“Inherent to that it is the internal structure of the connector and its footprint on the host board, as well as the contacts inside the connector and how they are held in place by the plastic housing. Likewise, with the plug half of the connector,” Tracy explains.

“The cable termination is critical when it comes to limiting signal loss; the transitioning point from the connector to where the cabling is terminated offers significant potential signal discontinuity. As a result, we have focused on the design quality at that point and worked to reduce noise.”

Small and compact
The Sliver internal cabled interconnects have been designed to be as small as possible, according to Tracy.

“The standard contact pitch is usually 0.8mm, but Sliver has a 0.6mm pitch. This means products can be made much smaller. We describe it as a ‘super slim’ design that benefits from a very robust metal housing on the connector cage.”

The connector needs to be capable of withstanding cable pull and includes an active latch on the housing to provide additional connection security.

Sliver was not only designed to be flexible and robust, but also had to be a cost effective connector.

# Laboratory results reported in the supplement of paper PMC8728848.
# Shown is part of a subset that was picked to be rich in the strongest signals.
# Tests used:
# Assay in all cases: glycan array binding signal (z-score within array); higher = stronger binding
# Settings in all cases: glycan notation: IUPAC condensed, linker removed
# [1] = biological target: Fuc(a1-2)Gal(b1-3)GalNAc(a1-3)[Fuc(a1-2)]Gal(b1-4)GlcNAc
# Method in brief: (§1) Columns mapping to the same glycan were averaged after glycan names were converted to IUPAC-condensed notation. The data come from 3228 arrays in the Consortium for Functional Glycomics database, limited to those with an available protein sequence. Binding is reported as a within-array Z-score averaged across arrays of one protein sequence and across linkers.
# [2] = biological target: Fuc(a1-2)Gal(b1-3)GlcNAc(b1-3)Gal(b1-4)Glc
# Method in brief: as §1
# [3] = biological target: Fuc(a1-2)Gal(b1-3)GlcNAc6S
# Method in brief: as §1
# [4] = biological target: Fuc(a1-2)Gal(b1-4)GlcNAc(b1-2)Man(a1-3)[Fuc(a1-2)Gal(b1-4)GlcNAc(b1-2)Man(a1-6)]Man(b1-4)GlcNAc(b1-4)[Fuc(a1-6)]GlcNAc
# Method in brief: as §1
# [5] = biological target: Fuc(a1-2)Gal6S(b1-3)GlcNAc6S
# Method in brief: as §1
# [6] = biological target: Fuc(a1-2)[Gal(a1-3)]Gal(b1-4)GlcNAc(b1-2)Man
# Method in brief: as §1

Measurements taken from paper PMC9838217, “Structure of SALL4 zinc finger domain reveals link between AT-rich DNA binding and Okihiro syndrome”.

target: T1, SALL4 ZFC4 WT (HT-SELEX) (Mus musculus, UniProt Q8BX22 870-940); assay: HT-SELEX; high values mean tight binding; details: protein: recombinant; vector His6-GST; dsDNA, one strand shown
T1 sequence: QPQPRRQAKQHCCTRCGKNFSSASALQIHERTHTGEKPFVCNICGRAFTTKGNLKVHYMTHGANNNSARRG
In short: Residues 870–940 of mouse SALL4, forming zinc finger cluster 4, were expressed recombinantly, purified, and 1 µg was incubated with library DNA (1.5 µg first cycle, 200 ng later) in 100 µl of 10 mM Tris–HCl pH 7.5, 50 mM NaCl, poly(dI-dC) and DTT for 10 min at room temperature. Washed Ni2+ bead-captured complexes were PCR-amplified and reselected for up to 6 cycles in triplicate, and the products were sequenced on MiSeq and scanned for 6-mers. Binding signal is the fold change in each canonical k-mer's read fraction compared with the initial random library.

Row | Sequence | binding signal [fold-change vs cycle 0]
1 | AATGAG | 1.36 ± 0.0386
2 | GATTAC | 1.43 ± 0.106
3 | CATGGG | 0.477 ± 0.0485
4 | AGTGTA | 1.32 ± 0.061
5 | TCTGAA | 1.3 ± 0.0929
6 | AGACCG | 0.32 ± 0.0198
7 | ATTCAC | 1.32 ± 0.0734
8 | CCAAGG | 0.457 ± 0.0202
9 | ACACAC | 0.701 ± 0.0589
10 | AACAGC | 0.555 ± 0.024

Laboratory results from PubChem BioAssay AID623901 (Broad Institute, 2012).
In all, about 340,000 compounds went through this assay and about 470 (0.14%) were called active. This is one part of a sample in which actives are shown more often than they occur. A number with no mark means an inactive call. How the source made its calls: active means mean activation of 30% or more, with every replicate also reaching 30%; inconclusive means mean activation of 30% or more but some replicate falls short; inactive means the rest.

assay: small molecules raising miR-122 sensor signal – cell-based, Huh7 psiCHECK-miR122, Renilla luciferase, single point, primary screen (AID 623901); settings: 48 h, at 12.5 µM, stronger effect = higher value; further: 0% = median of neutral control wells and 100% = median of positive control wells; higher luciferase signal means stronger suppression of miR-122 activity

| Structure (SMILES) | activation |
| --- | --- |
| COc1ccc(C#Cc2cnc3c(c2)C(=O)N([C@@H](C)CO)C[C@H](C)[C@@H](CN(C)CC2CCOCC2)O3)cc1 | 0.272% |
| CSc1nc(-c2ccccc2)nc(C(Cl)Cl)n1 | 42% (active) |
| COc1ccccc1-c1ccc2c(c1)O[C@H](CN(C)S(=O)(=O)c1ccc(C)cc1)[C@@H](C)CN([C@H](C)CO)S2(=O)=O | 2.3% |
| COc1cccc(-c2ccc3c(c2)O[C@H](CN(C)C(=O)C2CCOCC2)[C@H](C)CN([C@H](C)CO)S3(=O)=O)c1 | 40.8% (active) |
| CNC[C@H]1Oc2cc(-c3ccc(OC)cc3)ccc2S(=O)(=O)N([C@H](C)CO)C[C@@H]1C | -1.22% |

“When combined with our own cable assembly solution it can improve performance while saving on space and reducing design costs. The cable and connector have been able to double the range of data rate signals within data networking applications,” he explains.

“Importantly, the connector has been designed to be small, with a high-density so that, via a cable assembly, it can route high-speed signals from microprocessors to other locations, such as other boards, microprocessors or the backplane,” Tracy says. “We wanted to be able to free up space on the PCB.”

The use of a cabling system means that the traditional losses associated with conventional interconnectors can be reduced.

Sliver supports present and future bandwidth needs without requiring requalification or redesign

“The Sliver and cabling avoids problems associated with moving from one plane to another,“ explains Tracy. “However, the user is not dependent on our cabling. We sell a plug kit to go with the connector, allowing companies to make their own assemblies – so interoperability should not be an issue.”

The Sliver can also be used across a range of applications, data rates and protocols (including PCI Express, SAS and Ethernet).

“There are several interconnectivity options, including chip-to-chip, board-to-board, chip-to-front panel I/O, and high-speed card edge. It is a scalable platform that can be extended in increments of eight differential signal pairs for convenient and efficient pin configurations,” he concludes.

Author
Neil Tyler